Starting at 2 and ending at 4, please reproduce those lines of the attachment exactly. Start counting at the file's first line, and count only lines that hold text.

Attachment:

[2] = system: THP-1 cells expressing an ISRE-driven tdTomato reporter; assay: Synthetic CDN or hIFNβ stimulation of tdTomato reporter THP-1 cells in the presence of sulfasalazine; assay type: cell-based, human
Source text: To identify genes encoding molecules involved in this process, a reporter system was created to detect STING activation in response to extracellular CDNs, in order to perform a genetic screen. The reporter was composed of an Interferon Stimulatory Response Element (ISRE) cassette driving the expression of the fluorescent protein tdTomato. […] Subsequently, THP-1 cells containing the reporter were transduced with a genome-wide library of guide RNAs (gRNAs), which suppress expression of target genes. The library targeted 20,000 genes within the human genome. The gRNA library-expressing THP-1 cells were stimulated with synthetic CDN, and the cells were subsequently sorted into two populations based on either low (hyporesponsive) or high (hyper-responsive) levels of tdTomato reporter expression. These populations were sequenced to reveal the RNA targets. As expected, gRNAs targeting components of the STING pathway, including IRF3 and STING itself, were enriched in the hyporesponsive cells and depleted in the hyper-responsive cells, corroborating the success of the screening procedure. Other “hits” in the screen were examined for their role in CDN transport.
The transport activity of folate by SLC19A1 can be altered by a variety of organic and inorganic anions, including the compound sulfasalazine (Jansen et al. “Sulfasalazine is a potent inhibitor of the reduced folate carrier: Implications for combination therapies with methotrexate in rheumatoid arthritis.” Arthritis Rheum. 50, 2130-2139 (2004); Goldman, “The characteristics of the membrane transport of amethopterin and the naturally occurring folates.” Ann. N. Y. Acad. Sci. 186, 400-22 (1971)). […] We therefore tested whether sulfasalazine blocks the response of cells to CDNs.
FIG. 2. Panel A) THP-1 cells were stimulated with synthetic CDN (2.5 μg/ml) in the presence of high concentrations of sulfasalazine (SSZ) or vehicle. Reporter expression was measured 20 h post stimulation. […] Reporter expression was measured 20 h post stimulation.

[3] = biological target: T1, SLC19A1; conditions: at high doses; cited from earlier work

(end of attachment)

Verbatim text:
Source text: To identify genes encoding molecules involved in this process, a reporter system was created to detect STING activation in response to extracellular CDNs, in order to perform a genetic screen. The reporter was composed of an Interferon Stimulatory Response Element (ISRE) cassette driving the expression of the fluorescent protein tdTomato. […] Subsequently, THP-1 cells containing the reporter were transduced with a genome-wide library of guide RNAs (gRNAs), which suppress expression of target genes. The library targeted 20,000 genes within the human genome. The gRNA library-expressing THP-1 cells were stimulated with synthetic CDN, and the cells were subsequently sorted into two populations based on either low (hyporesponsive) or high (hyper-responsive) levels of tdTomato reporter expression. These populations were sequenced to reveal the RNA targets. As expected, gRNAs targeting components of the STING pathway, including IRF3 and STING itself, were enriched in the hyporesponsive cells and depleted in the hyper-responsive cells, corroborating the success of the screening procedure. Other “hits” in the screen were examined for their role in CDN transport.
The transport activity of folate by SLC19A1 can be altered by a variety of organic and inorganic anions, including the compound sulfasalazine (Jansen et al. “Sulfasalazine is a potent inhibitor of the reduced folate carrier: Implications for combination therapies with methotrexate in rheumatoid arthritis.” Arthritis Rheum. 50, 2130-2139 (2004); Goldman, “The characteristics of the membrane transport of amethopterin and the naturally occurring folates.” Ann. N. Y. Acad. Sci. 186, 400-22 (1971)). […] We therefore tested whether sulfasalazine blocks the response of cells to CDNs.
FIG. 2. Panel A) THP-1 cells were stimulated with synthetic CDN (2.5 μg/ml) in the presence of high concentrations of sulfasalazine (SSZ) or vehicle. Reporter expression was measured 20 h post stimulation. […] Reporter expression was measured 20 h post stimulation.